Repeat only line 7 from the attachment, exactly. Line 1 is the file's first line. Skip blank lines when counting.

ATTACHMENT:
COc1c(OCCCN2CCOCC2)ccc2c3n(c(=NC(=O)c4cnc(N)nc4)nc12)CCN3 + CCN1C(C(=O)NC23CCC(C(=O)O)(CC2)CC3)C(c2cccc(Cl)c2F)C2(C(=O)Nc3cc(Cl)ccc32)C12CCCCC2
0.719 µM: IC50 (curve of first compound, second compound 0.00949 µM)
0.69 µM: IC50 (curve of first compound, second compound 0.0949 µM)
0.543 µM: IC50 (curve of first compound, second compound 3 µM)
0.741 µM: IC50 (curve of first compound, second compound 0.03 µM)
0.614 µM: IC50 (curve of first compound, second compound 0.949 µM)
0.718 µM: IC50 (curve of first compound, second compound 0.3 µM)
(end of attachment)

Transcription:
0.718 µM: IC50 (curve of first compound, second compound 0.3 µM)